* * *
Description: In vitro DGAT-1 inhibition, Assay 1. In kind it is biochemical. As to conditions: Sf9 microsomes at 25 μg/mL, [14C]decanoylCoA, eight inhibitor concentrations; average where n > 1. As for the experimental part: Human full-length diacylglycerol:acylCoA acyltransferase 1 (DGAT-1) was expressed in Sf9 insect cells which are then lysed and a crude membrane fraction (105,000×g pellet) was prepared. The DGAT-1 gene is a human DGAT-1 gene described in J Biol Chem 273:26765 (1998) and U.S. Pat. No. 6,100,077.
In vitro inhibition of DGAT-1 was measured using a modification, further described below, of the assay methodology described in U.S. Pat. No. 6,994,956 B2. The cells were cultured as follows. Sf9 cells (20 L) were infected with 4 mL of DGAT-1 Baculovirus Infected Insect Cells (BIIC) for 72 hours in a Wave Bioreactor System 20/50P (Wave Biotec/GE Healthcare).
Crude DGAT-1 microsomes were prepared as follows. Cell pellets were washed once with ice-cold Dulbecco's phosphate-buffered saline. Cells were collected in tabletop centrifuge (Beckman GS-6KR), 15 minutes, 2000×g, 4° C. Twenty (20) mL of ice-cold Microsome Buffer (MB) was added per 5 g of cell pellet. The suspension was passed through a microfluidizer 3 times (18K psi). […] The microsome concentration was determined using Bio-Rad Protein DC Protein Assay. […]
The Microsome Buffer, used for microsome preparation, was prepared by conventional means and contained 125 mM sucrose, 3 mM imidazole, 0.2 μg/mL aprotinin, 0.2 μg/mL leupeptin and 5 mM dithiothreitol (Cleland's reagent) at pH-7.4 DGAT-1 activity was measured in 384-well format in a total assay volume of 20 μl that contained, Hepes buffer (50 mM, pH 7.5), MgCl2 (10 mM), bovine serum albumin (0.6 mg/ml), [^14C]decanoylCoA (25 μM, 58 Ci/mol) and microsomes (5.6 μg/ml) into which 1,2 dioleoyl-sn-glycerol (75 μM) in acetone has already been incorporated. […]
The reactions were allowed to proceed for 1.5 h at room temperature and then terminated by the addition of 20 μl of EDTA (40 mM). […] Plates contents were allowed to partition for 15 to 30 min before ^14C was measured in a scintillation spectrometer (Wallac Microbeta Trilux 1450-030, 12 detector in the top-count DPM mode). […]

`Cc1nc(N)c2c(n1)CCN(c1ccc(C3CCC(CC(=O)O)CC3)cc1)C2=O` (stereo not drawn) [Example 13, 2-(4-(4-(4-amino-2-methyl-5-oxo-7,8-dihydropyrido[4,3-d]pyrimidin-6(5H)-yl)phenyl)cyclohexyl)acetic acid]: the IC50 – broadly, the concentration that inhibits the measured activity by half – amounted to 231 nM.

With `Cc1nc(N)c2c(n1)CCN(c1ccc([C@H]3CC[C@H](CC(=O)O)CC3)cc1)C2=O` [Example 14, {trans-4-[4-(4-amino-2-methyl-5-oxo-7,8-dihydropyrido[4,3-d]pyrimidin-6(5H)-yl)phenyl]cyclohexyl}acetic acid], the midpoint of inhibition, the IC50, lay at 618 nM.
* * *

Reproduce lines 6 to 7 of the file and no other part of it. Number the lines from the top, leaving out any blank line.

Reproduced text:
`Cc1nc(N)c2c(n1)CCN(c1ccc(C3CCC(CC(=O)O)CC3)cc1)C2=O` (stereo not drawn) [Example 13, 2-(4-(4-(4-amino-2-methyl-5-oxo-7,8-dihydropyrido[4,3-d]pyrimidin-6(5H)-yl)phenyl)cyclohexyl)acetic acid]: the IC50 – broadly, the concentration that inhibits the measured activity by half – amounted to 231 nM.

With `Cc1nc(N)c2c(n1)CCN(c1ccc([C@H]3CC[C@H](CC(=O)O)CC3)cc1)C2=O` [Example 14, {trans-4-[4-(4-amino-2-methyl-5-oxo-7,8-dihydropyrido[4,3-d]pyrimidin-6(5H)-yl)phenyl]cyclohexyl}acetic acid], the midpoint of inhibition, the IC50, lay at 618 nM.